Google is spending $50 million to modernize the job hunt

Some of it will go toward helping people find jobs better suited their skills.

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Getty Images/iStockphoto is investing $50 million to alter how we think about work. From throwing money at training in in-demand fields like coding, to simply making life easier for people in low-wage positions, Mountain View is looking to the future. For example, the internet juggernaut knows that college isn't for everyone, so it's working on a tool so people can easily compare vocational and technical training programs. Google hasn't specified how such a system will work, or how many training providers will be included, but in theory it'd put tech-ed programs alongside one another so you could find out which would suit your needs or offer the skills needed to land a job in your current city.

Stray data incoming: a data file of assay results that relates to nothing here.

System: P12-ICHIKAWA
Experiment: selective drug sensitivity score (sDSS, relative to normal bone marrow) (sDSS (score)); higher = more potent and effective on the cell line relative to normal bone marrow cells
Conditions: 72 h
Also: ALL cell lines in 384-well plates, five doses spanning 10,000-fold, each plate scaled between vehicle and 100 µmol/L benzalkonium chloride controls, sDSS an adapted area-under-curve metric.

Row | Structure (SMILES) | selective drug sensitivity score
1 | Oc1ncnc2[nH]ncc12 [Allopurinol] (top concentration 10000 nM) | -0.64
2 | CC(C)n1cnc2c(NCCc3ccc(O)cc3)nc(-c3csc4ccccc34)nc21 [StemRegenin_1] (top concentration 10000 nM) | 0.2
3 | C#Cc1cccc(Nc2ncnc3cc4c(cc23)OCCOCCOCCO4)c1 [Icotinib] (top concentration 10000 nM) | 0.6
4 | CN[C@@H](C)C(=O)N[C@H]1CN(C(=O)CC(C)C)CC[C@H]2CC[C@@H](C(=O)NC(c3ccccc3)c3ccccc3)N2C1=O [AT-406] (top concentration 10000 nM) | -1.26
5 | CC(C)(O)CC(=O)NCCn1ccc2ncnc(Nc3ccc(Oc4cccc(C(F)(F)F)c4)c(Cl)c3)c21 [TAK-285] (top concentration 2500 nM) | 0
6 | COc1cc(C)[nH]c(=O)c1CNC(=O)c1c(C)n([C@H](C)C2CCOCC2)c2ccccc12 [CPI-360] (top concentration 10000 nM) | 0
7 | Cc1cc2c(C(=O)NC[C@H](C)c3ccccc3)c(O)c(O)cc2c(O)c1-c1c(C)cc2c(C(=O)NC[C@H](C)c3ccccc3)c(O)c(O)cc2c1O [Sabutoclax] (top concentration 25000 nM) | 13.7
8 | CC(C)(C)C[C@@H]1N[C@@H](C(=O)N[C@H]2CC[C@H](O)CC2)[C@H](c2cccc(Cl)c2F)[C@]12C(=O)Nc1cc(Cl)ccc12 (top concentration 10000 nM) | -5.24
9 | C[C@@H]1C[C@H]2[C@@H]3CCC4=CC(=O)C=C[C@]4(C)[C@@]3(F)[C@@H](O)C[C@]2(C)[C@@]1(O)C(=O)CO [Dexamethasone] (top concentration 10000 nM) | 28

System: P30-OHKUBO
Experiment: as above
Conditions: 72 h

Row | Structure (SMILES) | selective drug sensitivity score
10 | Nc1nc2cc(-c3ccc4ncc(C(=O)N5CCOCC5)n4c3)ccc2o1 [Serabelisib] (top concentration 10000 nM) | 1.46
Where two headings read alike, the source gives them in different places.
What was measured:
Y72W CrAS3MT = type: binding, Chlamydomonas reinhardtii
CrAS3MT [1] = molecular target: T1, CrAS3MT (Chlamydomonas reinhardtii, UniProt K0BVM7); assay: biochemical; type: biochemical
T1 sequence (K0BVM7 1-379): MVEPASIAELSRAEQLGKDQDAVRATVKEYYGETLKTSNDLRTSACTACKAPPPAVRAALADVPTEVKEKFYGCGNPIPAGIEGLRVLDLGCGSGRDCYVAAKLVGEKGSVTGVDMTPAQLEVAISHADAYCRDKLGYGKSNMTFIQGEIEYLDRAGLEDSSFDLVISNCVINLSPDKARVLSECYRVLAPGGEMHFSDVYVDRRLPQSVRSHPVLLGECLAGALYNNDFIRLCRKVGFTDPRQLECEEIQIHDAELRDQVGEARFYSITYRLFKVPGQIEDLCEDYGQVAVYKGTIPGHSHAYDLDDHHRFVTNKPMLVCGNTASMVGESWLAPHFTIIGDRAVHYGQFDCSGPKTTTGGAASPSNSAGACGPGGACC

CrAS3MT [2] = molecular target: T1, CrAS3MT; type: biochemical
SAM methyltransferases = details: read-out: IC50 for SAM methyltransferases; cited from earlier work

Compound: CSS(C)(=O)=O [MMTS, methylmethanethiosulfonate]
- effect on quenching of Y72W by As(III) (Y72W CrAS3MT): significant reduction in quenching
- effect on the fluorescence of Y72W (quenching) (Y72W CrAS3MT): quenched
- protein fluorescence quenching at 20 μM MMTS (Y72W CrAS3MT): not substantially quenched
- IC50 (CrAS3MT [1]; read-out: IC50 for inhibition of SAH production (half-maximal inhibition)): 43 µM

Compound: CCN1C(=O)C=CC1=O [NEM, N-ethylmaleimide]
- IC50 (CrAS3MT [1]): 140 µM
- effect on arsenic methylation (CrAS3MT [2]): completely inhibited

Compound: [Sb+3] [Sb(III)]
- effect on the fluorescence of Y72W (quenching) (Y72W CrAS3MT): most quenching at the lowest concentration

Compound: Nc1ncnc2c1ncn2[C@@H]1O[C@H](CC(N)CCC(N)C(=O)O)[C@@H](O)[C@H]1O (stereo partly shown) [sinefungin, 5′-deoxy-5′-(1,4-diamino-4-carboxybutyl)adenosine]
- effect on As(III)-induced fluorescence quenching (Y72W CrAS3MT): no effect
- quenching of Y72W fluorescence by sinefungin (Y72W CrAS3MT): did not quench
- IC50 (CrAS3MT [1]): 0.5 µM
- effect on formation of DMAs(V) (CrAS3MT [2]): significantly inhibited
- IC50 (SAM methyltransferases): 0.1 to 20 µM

Missing a day of work can dramatically alter a paycheck, so Google has teamed with the National Domestic Workers Alliance and its Alia program to assist low-income workers. Contributing a "small" amount of money each month means that if you're hurt, Alia will supplement your income so a sick day doesn't sting your checking account so badly. It sounds a lot like what Geico offers -- passive income when you're not able to clock in to work.

And to help people find jobs in the first place, Google is also working with French company Bayes Impact, which uses machine learning to analyze job-seeking strategies and listings to make finding your dream position less of a grind.

Coupled with Google Hire, it hints that the firm might be ahead of the curve when it comes to modern employment.

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